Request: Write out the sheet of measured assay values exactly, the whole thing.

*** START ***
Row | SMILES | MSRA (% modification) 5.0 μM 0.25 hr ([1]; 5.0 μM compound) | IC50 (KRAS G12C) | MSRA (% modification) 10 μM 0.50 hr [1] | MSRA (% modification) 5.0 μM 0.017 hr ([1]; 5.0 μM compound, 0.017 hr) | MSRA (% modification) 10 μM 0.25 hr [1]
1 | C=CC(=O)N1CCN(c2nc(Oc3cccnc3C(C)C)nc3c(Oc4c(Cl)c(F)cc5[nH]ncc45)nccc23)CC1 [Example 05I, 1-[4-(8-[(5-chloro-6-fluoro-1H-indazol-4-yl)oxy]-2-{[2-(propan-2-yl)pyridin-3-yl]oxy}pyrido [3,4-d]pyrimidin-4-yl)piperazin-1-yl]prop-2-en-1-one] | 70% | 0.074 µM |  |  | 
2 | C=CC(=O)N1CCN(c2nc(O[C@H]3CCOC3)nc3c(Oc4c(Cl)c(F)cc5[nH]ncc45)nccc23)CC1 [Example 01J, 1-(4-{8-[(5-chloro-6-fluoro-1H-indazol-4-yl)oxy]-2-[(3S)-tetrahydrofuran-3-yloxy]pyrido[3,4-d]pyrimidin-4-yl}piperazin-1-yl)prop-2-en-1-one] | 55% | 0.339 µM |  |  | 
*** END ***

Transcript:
Row | SMILES | MSRA (% modification) 5.0 μM 0.25 hr ([1]; 5.0 μM compound) | IC50 (KRAS G12C) | MSRA (% modification) 10 μM 0.50 hr [1] | MSRA (% modification) 5.0 μM 0.017 hr ([1]; 5.0 μM compound, 0.017 hr) | MSRA (% modification) 10 μM 0.25 hr [1]
1 | C=CC(=O)N1CCN(c2nc(Oc3cccnc3C(C)C)nc3c(Oc4c(Cl)c(F)cc5[nH]ncc45)nccc23)CC1 [Example 05I, 1-[4-(8-[(5-chloro-6-fluoro-1H-indazol-4-yl)oxy]-2-{[2-(propan-2-yl)pyridin-3-yl]oxy}pyrido [3,4-d]pyrimidin-4-yl)piperazin-1-yl]prop-2-en-1-one] | 70% | 0.074 µM |  |  | 
2 | C=CC(=O)N1CCN(c2nc(O[C@H]3CCOC3)nc3c(Oc4c(Cl)c(F)cc5[nH]ncc45)nccc23)CC1 [Example 01J, 1-(4-{8-[(5-chloro-6-fluoro-1H-indazol-4-yl)oxy]-2-[(3S)-tetrahydrofuran-3-yloxy]pyrido[3,4-d]pyrimidin-4-yl}piperazin-1-yl)prop-2-en-1-one] | 55% | 0.339 µM |  |  | 